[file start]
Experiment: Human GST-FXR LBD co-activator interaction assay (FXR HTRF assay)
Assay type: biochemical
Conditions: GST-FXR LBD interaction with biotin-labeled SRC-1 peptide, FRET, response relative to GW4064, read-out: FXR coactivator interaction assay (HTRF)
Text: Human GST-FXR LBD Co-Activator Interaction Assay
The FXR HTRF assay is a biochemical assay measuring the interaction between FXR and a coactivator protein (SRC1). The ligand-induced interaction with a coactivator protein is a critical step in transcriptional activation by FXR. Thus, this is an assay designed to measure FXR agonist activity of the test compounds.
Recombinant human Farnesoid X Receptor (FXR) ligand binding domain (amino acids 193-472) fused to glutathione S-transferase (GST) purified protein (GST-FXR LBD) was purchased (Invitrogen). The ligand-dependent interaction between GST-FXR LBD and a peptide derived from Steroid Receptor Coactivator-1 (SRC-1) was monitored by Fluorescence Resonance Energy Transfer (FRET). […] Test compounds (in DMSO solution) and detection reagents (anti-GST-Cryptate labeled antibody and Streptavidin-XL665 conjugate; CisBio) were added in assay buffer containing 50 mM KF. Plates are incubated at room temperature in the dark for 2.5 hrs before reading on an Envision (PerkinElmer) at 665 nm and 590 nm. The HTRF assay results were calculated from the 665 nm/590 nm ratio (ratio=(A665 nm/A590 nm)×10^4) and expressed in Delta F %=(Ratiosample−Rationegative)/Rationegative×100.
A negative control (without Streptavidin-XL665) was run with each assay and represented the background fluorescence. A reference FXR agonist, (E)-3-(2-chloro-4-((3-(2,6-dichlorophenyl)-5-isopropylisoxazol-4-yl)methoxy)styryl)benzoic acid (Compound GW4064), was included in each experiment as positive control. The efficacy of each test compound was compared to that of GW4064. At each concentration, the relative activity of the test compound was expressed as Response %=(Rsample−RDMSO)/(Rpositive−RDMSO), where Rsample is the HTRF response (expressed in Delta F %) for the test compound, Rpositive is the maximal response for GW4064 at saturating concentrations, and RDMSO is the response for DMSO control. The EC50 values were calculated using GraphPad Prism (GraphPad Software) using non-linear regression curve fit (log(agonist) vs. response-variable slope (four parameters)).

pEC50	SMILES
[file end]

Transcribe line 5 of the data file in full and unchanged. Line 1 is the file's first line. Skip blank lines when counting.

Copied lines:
The FXR HTRF assay is a biochemical assay measuring the interaction between FXR and a coactivator protein (SRC1). The ligand-induced interaction with a coactivator protein is a critical step in transcriptional activation by FXR. Thus, this is an assay designed to measure FXR agonist activity of the test compounds.